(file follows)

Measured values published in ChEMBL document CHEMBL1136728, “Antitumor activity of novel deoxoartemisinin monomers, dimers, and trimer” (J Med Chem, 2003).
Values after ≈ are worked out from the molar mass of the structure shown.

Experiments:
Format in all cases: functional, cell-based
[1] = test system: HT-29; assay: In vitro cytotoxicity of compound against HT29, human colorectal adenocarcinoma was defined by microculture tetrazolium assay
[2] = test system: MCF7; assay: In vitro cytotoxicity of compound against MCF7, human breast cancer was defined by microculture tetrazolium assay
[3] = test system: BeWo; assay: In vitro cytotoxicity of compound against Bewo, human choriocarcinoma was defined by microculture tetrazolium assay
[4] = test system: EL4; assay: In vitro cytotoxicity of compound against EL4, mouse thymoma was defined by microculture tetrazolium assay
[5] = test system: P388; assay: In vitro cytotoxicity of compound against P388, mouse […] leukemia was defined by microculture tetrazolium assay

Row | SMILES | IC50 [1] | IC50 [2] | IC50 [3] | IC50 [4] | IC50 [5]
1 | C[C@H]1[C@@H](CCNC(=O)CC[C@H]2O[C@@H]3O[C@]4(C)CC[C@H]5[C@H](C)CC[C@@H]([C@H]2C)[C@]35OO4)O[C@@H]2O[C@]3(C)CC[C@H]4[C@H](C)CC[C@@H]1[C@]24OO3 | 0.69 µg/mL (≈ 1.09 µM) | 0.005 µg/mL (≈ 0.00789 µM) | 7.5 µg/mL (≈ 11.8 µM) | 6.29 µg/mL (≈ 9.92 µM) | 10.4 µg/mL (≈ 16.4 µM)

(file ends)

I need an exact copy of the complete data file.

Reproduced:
Measured values published in ChEMBL document CHEMBL1136728, “Antitumor activity of novel deoxoartemisinin monomers, dimers, and trimer” (J Med Chem, 2003).
Values after ≈ are worked out from the molar mass of the structure shown.

Experiments:
Format in all cases: functional, cell-based
[1] = test system: HT-29; assay: In vitro cytotoxicity of compound against HT29, human colorectal adenocarcinoma was defined by microculture tetrazolium assay
[2] = test system: MCF7; assay: In vitro cytotoxicity of compound against MCF7, human breast cancer was defined by microculture tetrazolium assay
[3] = test system: BeWo; assay: In vitro cytotoxicity of compound against Bewo, human choriocarcinoma was defined by microculture tetrazolium assay
[4] = test system: EL4; assay: In vitro cytotoxicity of compound against EL4, mouse thymoma was defined by microculture tetrazolium assay
[5] = test system: P388; assay: In vitro cytotoxicity of compound against P388, mouse […] leukemia was defined by microculture tetrazolium assay

Row | SMILES | IC50 [1] | IC50 [2] | IC50 [3] | IC50 [4] | IC50 [5]
1 | C[C@H]1[C@@H](CCNC(=O)CC[C@H]2O[C@@H]3O[C@]4(C)CC[C@H]5[C@H](C)CC[C@@H]([C@H]2C)[C@]35OO4)O[C@@H]2O[C@]3(C)CC[C@H]4[C@H](C)CC[C@@H]1[C@]24OO3 | 0.69 µg/mL (≈ 1.09 µM) | 0.005 µg/mL (≈ 0.00789 µM) | 7.5 µg/mL (≈ 11.8 µM) | 6.29 µg/mL (≈ 9.92 µM) | 10.4 µg/mL (≈ 16.4 µM)